Bottom line: I don't regret returning to Blackberry! This is why:
1 - Excellent typing. I've resumed taking lots of notes and communicate with people a lot more because typing is so easy. Before I'd wait a while to respond (if it wasn't work-related) because I knew I'd have typos. And of course, I'd never write anything that was lengthy. Now it doesn't matter!
2 - It's now international! I easily loaded the Japanese alphabet on my phone, and can switch back and forth with no problem.
3 - Anything can be done on the touchscreen, but there are options, like the menu button. I can also select text by touching the screen, but I can also use the trackpad. Options!
4 - I like how the text looks when I'm reading an eBook (Amazon works very well on it), article, etc. I feel like it's solid and sleek.
5 - I can put files where I want! When I had an iPhone, I couldn't download files where I wanted; it forced files into "boxes" or apps that I didn't choose or create. But the Classic allows me to use it like a computer, with file folders and a directory that I can control. So if I download an mp3, it's a pure file; I can put it where I want. Same goes for a PDF, photo, or anything else. And mp3's just play when I hit them; I don't have to open iTunes or whatever to process them. I like the flexibility!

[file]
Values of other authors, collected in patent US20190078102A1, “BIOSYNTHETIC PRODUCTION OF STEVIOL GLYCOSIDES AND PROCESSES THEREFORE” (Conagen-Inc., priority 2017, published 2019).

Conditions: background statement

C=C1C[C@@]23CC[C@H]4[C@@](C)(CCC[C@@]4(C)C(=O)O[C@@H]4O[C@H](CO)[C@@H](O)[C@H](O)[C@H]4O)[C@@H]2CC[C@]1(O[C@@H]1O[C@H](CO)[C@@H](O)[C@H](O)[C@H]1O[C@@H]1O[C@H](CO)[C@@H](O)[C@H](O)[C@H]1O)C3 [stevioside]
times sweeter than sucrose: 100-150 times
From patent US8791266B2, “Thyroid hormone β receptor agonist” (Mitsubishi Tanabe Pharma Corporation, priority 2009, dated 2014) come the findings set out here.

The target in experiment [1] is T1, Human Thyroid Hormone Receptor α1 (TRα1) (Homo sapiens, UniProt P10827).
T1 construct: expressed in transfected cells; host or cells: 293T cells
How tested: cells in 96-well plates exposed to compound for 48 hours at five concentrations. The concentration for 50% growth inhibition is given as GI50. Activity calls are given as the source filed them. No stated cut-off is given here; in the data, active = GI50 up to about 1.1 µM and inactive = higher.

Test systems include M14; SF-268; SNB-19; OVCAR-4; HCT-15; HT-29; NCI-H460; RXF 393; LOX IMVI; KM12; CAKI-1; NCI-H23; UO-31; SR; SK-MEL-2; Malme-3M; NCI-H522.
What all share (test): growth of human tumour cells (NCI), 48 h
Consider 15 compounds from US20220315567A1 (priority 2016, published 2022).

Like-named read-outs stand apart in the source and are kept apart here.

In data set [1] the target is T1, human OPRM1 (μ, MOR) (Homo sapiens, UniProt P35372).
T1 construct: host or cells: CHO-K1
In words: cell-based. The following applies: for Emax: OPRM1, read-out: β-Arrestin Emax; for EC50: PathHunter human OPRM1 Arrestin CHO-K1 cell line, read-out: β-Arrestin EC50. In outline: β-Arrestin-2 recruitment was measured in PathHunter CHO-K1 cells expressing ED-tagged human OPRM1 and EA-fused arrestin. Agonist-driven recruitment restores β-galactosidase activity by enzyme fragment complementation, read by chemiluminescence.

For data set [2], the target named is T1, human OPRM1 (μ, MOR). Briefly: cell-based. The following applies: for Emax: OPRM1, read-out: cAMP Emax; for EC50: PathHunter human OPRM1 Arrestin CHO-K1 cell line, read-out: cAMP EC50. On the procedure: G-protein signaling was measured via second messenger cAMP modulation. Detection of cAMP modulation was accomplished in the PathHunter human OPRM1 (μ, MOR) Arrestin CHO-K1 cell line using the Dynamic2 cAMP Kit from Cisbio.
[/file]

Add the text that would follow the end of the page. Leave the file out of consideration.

6 - They've improved the Internet speed and photo quality, so I don't feel like I'm missing out on better tech.
When people see my Blackberry, I get perplexed looks, with comments like, "They still make Blackberrys?" Or "The company is still around? I thought they went bankrupt." Or "God bless you for having a Blackberry." I'm a throwback, and apparently, I'm part of the one-percent, which seems to be the market share that Blackberry has. But I don't care. This is not a popularity contest, and I'm getting what I need out of my phone. Like I said earlier, I can't affect many people because I'm not rich, powerful, or famous, but at least I'm one person helping to stem the tide of the company's failure.